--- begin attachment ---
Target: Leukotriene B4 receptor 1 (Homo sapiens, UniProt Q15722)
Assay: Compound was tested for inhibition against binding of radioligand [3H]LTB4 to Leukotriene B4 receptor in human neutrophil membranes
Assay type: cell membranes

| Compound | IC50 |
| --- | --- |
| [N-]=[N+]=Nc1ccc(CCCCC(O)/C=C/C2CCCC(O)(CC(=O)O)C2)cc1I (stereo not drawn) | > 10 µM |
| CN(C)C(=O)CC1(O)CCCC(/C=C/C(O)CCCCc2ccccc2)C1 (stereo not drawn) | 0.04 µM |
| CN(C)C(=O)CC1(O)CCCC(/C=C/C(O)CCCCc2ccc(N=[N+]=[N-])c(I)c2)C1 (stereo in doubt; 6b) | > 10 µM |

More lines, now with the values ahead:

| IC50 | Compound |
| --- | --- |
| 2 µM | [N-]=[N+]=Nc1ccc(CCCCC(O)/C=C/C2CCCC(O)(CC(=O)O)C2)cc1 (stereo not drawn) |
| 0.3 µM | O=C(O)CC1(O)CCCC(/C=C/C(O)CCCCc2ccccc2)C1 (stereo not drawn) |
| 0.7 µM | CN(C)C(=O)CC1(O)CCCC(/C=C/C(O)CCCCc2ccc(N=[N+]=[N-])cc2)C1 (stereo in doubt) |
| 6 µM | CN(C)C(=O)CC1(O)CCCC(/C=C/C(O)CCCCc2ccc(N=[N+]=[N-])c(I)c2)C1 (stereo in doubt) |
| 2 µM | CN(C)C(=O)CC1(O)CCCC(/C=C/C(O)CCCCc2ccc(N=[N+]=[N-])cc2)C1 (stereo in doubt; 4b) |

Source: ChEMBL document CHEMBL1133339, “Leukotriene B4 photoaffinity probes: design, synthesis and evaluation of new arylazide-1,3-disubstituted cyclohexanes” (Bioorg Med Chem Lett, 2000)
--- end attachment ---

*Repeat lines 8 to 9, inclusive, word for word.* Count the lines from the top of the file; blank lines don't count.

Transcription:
| CN(C)C(=O)CC1(O)CCCC(/C=C/C(O)CCCCc2ccc(N=[N+]=[N-])c(I)c2)C1 (stereo in doubt; 6b) | > 10 µM |

More lines, now with the values ahead: